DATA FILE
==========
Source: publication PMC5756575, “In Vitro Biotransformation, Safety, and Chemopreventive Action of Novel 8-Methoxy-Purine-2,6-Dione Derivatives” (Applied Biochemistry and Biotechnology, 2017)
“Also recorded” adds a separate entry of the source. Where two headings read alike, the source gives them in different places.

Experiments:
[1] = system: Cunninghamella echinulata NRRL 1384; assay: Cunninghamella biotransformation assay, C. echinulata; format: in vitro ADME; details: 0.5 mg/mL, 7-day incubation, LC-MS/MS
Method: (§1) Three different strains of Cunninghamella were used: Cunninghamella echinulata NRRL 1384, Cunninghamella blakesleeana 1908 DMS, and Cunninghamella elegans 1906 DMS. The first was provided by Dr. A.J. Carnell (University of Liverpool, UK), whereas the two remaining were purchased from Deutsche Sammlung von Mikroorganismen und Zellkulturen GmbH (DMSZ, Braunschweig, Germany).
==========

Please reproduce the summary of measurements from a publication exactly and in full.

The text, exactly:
Source: publication PMC5756575, “In Vitro Biotransformation, Safety, and Chemopreventive Action of Novel 8-Methoxy-Purine-2,6-Dione Derivatives” (Applied Biochemistry and Biotechnology, 2017)
“Also recorded” adds a separate entry of the source. Where two headings read alike, the source gives them in different places.

Experiments:
[1] = system: Cunninghamella echinulata NRRL 1384; assay: Cunninghamella biotransformation assay, C. echinulata; format: in vitro ADME; details: 0.5 mg/mL, 7-day incubation, LC-MS/MS
Method: (§1) Three different strains of Cunninghamella were used: Cunninghamella echinulata NRRL 1384, Cunninghamella blakesleeana 1908 DMS, and Cunninghamella elegans 1906 DMS. The first was provided by Dr. A.J. Carnell (University of Liverpool, UK), whereas the two remaining were purchased from Deutsche Sammlung von Mikroorganismen und Zellkulturen GmbH (DMSZ, Braunschweig, Germany).